Global Asbestos Congress 2004

Activities of the Victims' Group in Nagasaki Area

Shigeji Tsukahara
Mitsubishi-Nagasaki Pneumoconiosis Patients Association, Japan

Abstract
The Mitsubishi-Nagasaki Pneumoconiosis Patients Association was established in 1983. Since then, the association has been involved in a variety of activities on behalf of victims.

The association is composed of workers, retirees and subcontracted workers. The current membership is more than 100, while the initial membership was approximately 20.

Some members of the Association filed damage suits against their employer, Mitsubishi Heavy Industries, Ltd. The first litigation was settled with reconciliation three years and five months after it was brought to the court. The second one filed in the Nagasaki District Court is now pending. The Patients Association is the core of the plaintiffs in those litigations.

In both cases, many asbestos bodies were identified in the organs of the plaintiffs. A number of members are dying from lung cancer; among them, some of the victims, whose pneumoconioses were initially registered as Grade 2 (lowest grade) under the pneumoconiosis law, were approved after asbestos was identified by X-rays and/or autopsies. Other members' applications were also acknowledged as a result of the efforts of the supporting physicians and medical institutions that found asbestos-induced lung cancers at their independent medical checkups. The fatal diseases were misdiagnosed at the regulatory medical checkup carried out by pro-corporation doctors.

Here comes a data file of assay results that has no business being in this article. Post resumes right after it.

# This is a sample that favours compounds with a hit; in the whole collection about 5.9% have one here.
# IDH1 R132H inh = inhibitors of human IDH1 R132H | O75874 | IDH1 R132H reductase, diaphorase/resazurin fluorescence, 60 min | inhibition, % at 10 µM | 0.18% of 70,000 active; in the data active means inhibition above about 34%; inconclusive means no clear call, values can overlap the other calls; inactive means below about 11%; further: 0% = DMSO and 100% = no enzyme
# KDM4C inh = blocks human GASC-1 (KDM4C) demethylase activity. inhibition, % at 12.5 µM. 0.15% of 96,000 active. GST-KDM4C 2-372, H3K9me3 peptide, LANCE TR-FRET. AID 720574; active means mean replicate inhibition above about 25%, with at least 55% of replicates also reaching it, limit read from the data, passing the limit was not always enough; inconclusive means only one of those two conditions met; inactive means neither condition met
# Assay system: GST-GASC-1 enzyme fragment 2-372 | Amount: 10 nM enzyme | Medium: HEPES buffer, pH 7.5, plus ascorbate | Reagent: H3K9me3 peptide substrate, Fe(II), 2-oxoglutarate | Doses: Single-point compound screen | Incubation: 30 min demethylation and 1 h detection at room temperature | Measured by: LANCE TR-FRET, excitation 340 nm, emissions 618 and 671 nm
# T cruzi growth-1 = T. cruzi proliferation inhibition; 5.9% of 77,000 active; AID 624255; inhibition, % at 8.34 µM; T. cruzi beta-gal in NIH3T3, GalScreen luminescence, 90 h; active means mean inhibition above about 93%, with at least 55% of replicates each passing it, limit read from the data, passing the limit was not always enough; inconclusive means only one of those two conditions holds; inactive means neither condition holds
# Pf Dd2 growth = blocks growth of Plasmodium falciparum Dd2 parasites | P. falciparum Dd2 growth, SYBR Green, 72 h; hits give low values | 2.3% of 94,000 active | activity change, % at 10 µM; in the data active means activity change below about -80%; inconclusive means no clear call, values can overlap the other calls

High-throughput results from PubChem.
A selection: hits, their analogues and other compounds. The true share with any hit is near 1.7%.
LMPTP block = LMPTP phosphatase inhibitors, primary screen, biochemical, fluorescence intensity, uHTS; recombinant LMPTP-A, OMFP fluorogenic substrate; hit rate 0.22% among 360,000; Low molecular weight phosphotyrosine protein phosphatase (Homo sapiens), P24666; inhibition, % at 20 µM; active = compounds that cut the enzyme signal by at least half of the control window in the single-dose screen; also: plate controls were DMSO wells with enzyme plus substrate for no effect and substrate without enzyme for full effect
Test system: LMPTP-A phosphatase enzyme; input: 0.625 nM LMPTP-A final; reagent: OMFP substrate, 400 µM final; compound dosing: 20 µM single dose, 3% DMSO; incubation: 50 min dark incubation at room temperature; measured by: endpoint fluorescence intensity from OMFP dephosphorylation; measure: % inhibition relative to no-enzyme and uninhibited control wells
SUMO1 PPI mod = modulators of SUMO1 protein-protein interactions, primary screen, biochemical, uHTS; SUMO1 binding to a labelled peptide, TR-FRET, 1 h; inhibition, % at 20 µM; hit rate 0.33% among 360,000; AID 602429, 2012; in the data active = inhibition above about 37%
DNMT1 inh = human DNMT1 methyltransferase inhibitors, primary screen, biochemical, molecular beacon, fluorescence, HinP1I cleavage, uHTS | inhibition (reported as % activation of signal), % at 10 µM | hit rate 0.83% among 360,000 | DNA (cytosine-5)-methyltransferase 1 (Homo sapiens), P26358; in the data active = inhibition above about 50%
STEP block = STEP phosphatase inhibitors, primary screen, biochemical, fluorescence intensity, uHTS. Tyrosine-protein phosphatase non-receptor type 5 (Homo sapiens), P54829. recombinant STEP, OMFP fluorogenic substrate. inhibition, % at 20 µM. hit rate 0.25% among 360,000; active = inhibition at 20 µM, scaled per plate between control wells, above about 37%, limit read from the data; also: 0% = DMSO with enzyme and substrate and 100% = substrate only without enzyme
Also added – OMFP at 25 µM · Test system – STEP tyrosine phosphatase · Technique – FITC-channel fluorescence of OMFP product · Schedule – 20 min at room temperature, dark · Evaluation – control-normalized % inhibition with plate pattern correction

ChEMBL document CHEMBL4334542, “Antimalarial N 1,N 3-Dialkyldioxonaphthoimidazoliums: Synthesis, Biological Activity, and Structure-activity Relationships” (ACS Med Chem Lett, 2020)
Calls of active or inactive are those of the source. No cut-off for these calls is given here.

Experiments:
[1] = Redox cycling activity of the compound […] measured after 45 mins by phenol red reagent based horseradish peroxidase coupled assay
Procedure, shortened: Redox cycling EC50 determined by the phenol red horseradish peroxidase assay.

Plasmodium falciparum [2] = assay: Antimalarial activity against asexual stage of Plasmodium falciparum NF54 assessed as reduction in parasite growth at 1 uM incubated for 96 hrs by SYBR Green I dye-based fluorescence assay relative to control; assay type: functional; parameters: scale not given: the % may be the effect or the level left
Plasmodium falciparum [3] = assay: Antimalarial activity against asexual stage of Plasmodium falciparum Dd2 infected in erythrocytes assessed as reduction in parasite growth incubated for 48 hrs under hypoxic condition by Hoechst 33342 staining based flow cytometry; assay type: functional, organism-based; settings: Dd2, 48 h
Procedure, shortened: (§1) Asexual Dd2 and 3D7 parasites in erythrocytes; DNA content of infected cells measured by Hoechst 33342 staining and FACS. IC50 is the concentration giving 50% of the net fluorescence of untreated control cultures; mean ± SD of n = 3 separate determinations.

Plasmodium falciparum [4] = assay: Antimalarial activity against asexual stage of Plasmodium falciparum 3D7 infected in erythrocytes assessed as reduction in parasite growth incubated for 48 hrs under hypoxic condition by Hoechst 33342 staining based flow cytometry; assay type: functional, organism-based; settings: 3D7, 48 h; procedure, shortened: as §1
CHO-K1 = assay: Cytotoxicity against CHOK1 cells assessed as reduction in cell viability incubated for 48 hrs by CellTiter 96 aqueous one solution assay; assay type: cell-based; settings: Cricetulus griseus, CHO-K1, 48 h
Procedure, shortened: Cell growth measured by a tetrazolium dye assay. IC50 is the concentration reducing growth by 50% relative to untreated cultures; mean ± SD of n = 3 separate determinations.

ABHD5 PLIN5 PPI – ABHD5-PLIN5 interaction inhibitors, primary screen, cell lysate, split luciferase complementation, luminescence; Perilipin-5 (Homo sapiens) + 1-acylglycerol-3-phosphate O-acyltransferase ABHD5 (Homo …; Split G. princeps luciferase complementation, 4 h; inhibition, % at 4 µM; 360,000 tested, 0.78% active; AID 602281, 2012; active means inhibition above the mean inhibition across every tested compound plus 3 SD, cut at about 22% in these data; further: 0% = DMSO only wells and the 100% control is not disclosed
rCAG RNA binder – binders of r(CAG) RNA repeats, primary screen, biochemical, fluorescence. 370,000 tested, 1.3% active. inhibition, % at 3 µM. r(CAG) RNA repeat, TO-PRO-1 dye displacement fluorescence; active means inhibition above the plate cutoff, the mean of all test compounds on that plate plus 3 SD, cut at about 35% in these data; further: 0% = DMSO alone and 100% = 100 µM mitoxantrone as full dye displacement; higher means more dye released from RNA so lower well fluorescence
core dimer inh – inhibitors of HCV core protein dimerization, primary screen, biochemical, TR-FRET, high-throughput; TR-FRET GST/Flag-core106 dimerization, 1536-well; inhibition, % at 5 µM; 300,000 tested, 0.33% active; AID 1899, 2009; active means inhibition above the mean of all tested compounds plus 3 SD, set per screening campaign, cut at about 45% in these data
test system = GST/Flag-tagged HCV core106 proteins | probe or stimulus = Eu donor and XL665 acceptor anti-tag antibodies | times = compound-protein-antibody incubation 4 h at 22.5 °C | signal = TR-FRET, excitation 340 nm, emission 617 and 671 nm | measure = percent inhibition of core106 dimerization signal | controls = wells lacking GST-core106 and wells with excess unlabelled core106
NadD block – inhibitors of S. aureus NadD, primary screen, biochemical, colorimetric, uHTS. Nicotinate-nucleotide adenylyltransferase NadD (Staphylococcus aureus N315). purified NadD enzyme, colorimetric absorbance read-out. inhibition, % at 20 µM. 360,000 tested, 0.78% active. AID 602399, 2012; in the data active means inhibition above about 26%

The Association has been working in close collaboration with the Mitsubishi Nagasaki Shipyard Branch of the All Japan Shipbuilding and Engineering Union.

Displaying strong solidarity, the Association and the branch have urged the employer to pay compensation to the victims, to improve dust control measures at workplaces, questioning their poor policy on prevention of pneumoconiosis. For one thing, they researched the past use of asbestos in the shipyards and conducted questionnaire surveys on the victims' awareness about their experiences of handing asbestos.

Certainly, the compensation helped victims to gain some relief, but their lives were lost and the beloved fathers or husbands would never come back again. Their grief is never compensated.

Many pneumoconiosis victims and other asbestos victims are left unable to obtain workers' compensation or take legal action; they just wait for support. I hope that this international conference will enhance our energy to act on the basis of an accurate recognition of the situation we are facing now.